“Don’t mind ‘em.”
The speaker was a living Popeye, with a big, floppy nose and bigger arms that bulged with muscles and fat and a tattoo of a beetle instead of an anchor. He was wearing a greasy, bloody apron and a cap that was too small for a nest of blonde hair.
“It’s been a while since we had anyone new around here. Thirteen years, in fact. Also, hold on…”
He squinted hard at me, his eyes moving from my head down to my legs.
“Are you Skye?”
Goosebumps pricked my skin once more. I looked outside and realised the wind had once again stood still.
“Yes! How do you know?”
The man opposite me thought for a moment, then shouted something to the kitchens. Then he sat down opposite me and grinned, revealing yellowed teeth.
“Your stepmom talks about you a lot. She adores you, you know.”
He cupped my head in his hands and brushed a lock of hair off my head. Tears welled in his eyes.
“You look a lot like your mom. Same face, same eyes.”
He knocked on my face like it was a piece of wood.
“Rock solid too.”
My hair stood up on my skin as I stared straight into the eyes of this man who I just met.
“Y-you know my biological mom too?”
The man’s smile grew even wider. “Let’s just say…kind of.”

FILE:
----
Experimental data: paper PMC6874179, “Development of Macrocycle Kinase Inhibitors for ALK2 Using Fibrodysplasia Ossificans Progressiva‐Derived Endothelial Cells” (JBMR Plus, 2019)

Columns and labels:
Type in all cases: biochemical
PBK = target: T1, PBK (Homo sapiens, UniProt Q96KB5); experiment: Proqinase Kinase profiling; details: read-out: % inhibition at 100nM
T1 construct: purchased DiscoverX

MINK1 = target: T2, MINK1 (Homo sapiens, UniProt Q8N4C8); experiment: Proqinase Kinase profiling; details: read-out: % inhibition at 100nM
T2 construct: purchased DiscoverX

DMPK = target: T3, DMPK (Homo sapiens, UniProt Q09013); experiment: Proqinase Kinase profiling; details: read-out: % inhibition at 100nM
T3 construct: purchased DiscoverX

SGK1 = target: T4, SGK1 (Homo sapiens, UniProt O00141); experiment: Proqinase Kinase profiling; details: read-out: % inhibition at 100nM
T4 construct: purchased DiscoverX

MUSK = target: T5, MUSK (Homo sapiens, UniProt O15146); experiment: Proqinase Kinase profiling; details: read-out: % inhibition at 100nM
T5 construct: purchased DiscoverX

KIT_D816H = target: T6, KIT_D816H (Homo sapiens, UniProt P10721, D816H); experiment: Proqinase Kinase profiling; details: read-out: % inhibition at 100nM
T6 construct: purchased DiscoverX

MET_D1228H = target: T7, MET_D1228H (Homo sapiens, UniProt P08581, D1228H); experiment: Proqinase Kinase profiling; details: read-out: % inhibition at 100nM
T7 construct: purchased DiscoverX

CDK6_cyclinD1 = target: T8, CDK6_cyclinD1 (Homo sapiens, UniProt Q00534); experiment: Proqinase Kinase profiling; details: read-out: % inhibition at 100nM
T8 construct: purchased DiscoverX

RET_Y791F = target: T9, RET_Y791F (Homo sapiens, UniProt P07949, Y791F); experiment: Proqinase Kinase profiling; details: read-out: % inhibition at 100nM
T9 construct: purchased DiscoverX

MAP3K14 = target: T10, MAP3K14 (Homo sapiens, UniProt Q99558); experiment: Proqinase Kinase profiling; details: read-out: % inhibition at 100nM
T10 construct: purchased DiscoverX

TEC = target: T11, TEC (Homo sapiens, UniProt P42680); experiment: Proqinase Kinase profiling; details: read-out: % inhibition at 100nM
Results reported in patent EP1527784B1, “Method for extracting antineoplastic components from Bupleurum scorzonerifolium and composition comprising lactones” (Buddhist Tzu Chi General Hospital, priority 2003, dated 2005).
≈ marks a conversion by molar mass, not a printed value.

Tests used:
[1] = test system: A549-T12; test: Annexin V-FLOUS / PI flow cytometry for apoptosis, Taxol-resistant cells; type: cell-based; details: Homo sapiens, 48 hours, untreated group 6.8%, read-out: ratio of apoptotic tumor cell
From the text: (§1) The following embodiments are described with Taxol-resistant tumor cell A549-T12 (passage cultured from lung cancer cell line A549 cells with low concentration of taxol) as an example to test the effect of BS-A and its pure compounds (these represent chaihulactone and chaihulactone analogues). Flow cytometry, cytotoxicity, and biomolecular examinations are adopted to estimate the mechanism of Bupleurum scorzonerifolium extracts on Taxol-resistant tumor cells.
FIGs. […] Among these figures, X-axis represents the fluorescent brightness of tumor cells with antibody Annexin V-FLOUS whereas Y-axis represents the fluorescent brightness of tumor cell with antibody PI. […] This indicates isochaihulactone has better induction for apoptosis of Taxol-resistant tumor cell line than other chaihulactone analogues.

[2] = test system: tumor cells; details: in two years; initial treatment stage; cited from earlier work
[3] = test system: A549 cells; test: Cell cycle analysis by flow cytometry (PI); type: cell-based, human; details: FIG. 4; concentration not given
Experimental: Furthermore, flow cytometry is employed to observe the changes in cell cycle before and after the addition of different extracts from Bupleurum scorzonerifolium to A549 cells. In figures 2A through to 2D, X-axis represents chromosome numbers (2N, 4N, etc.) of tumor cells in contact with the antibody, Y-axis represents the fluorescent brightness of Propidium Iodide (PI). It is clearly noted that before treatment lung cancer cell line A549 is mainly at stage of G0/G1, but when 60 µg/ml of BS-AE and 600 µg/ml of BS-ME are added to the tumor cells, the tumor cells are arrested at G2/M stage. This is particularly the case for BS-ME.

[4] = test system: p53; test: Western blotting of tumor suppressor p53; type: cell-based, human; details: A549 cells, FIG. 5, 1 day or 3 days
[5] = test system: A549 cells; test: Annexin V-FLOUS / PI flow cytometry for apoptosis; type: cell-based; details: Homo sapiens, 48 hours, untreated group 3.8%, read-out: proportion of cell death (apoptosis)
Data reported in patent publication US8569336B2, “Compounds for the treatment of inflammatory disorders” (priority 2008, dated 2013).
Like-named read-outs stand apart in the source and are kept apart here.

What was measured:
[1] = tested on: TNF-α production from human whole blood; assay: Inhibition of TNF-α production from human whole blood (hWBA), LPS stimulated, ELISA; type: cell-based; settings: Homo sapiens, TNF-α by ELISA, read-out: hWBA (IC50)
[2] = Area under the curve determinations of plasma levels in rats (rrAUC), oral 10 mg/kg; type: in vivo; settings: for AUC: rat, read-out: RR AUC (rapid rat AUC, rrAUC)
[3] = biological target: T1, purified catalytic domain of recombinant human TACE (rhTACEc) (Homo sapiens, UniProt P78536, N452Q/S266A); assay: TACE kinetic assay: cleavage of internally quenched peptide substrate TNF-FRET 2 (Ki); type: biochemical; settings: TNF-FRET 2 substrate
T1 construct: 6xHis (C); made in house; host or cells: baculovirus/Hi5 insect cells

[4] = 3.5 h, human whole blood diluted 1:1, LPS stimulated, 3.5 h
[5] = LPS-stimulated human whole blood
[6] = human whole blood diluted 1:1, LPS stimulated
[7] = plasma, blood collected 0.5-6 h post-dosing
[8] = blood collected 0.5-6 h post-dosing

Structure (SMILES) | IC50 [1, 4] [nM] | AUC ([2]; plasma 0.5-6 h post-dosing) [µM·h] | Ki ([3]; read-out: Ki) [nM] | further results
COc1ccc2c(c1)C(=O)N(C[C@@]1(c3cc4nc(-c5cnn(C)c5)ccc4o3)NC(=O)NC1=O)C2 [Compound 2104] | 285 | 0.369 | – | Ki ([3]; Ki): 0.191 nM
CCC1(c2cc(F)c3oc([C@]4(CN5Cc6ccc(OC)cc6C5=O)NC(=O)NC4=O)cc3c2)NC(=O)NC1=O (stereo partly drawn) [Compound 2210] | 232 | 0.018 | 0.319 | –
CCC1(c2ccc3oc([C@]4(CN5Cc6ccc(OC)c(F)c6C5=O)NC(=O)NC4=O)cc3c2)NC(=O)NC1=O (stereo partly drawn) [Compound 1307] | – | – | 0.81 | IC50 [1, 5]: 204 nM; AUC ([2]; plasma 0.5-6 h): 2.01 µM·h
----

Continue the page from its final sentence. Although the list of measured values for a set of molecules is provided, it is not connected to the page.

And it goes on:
He extended his hand. “I’m sorry I haven’t introduced myself earlier. Call me Mr Lancaster. I’m the owner here.”
“I’m pleased to meet you too,” I replied, shaking his hand.
“Boss? Everything is ready.”
One of the waiters skidded to a halt near our table. He was a handsome youth—freckles and curly red hair. He held out a huge plastic bag to me.
Mr Lancaster smiled at me in a way that made my heart melt.
“Fish and chips. And I threw in some strawberry milkshakes as well. It’s one of our best dishes on the menu. Emily is always going on and on about how crazy you are for ‘em.”
“Wow! Thank you Mr Lancaster!”
“It’s on the house too. A welcome gift from me. Tell your stepmom she doesn’t have to pay back a single cent.”
He glanced out at the darkening sky, sweat mopping his brow.
“You better be going now. It’s getting late. See you soon, Skye. You’re always welcome here.”